The utility, which posted a profit increase, will ask Minnesota for approval to raise rates.
Minnesota's largest electric utility is still making money. But its customers in the Midwest aren't demanding more power the way they used to.
Xcel Energy Inc. reported a 17 percent jump in earnings per share for the third quarter but warned that electricity sales remain slack and that it will seek a Minnesota rate increase.
The Minneapolis-based company, which serves 3.4 million electric customers in eight states, reported earning $398 million, or 81 cents per share, in the quarter ended in September, beating Wall Street analysts' expectations by more than 5 cents. Xcel shares closed up 1.4 percent, or 38 cents, at $28.03.
Cost-cutting efforts launched earlier in the year and rate hikes in four states boosted the company's bottom line in the latest quarter, executives said. Yet the demand for power across the company's eight-state service area remained slack for a utility long accustomed to growth.
"We continue to forecast flat sales for 2012," Xcel's chief financial officer, Teresa Madden, told analysts on a conference call.
For 2013, Xcel expects only a 0.5 percent increase in electricity demand, with even less growth in Minnesota and no growth in Wisconsin, she said.
Mill fire hurt sales
So far this year, the company's Minnesota region, which includes parts of North Dakota and South Dakota, saw power sales drop 0.3 percent when adjusted for year-to-year weather variations and the leap year.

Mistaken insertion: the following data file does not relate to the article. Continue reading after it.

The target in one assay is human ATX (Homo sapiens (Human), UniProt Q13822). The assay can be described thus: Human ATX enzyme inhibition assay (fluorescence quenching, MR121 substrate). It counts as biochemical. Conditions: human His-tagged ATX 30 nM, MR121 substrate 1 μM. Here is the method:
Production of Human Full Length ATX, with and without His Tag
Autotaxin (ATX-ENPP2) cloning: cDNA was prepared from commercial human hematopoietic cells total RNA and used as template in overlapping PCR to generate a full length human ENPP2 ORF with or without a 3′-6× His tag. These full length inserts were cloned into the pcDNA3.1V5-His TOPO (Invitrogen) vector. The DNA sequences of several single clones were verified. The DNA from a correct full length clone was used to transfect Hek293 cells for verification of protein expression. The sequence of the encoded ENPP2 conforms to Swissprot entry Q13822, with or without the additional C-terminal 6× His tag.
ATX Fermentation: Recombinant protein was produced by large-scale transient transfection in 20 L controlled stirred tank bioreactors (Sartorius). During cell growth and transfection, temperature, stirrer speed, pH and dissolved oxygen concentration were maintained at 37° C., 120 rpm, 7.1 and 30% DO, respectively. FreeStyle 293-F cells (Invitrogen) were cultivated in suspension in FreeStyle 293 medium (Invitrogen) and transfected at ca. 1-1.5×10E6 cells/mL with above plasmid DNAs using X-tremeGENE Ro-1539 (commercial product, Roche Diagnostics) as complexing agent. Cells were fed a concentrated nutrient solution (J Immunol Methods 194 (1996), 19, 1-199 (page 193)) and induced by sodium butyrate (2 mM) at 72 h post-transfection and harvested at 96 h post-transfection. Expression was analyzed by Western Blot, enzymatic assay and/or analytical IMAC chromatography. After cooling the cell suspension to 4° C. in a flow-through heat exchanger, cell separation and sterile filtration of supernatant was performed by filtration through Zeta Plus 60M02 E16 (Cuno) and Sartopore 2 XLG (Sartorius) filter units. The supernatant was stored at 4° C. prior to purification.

One customer, the Verso paper mill in Sartell, Minn., which shut down after a fire on Memorial Day and won't be reopening, accounted for 1.3 percent of Xcel's Minnesota-region electric sales, and 0.6 percent of all Xcel power sales, Madden said.
Xcel intends to file a request next week with the Minnesota Public Utilities Commission for a 2013 electric rate hike, with an interim increase to be sought on Jan. 1. Madden offered few details, but said higher rates are needed to pay for investments in Xcel's two nuclear power plants in Minnesota and to cover other cost increases.
CEO Ben Fowke said Xcel intends to seek additional rate increases in the years ahead in Minnesota under a new, multiyear regulatory process. He said Xcel also will file requests this year for a gas rate hike in Colorado and electric rate hikes in Texas, New Mexico and North Dakota.
For the third quarter, earnings were up or flat in all regions except Minnesota, which saw a decline. Warm summer weather drove electric sales in some places, but not in Minnesota, which was cooler compared with the hot 2011 summer, the company said.
Despite the weak sales forecast, Xcel offered a more favorable outlook for 2012 earnings, saying it expects them in the range of $1.75 to $1.85 per share. It had been forecasting earnings in the lower part of that range. For 2013, Xcel's outlook is for $1.85 to $1.95 per share earnings.
Xcel also said it won't need to invest as much in pollution control equipment at its Texas coal-burning power plants. In August, a federal appeals court threw out new federal rules to reduce pollution crossing state lines. Xcel, which had joined the legal challenge, said it can now defer $470 million in Texas emission-control upgrades for at least five years.
David Shaffer • 612-673-7090
Figures in millions except for earnings per share.